You also get a decent amount of markers to use in the Freescan mode but I haven’t seen where you can buy more of those yet.
What’s extra cute is that a small toy is included to get you started with a good object to scan. I put my dinosaur on the CAT-1 3D-Scanner and ran my first few scans with it to learn the software. It really did well on such a small object! Check it out (you can spin it around)
The dinosaur is only around 150mm long with quite a few small details I think it performed really well. For this price point, the automatic scan works out very well!
How to get a good scan with CAT-1 3D-Scanner
Running through a ton of objects It’s pretty clear that you still need to consider a few things before putting the object on the scanner.
The first is object appearance. You really can’t scan dark/black objects with the CAT-1 3D-Scanner. Matte surfaces, dark clothes/fabrics, dark plastics and dark metals are practicly impossible.
This dark case was actually too dark since the projector couldn’t manage to create a good contrast on the lines that the camera sensors needs to see.
Since it’s so important for the projector to create clear lines for the cameras to pick up, a few others objects are also impossible or incredible hard to scan. Among those are reflective surfaces (like shiny plastics or metals), transparent objects or furry/fuzzy things.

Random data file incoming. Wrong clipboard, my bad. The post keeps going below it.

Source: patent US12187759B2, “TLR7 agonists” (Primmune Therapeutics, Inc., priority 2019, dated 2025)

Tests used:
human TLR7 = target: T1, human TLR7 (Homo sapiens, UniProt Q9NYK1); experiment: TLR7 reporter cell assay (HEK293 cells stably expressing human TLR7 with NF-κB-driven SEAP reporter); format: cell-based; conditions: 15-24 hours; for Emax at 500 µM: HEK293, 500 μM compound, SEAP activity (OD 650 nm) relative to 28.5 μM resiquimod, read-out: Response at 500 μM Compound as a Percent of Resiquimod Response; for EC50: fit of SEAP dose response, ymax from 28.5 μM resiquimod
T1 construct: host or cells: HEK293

I really wish the projector was stronger, or that you could have longer exposure times on the cameras than the pre-defined range of “1-5″… Maybe in a future update?
There is of course a solution to most of the problems above, and that is contrast spray/developer spray. This puts down a white matte surface on your object so they become easier to scan. Everything white is usually very easy to scan, unless it’s shiny.
This GP Battery charger really shows how good a scan can get (mesh/precision -wise)
3D Data from the CAT-1 3D-Scanner
As of today, 3D-scanning, no matter what budget you have more or less only exports a triangulated mesh. Which in turn is generated from a point cloud.
CAT-1 3D-Scanner also uses point clouds in it’s scanning-process to create depth images which are reconstructed to a triangulated mesh when you end the scanning.
my tip is to always save the point cloud (or sharding points) as they can be used later to generate triangulated meshes in other resolutions. Once you choose a resolution (before scanning) with the CAT-1 3D-Scanner, you’re stuck with that.
The raw points is a great way to back up data in case you need it later.
Reconstructing the mesh in CAT-1 software is simple. Just a click! With that you’re ready to export the triangulated mesh (as STL for example) unless you want to fill some holes or remove extra parts.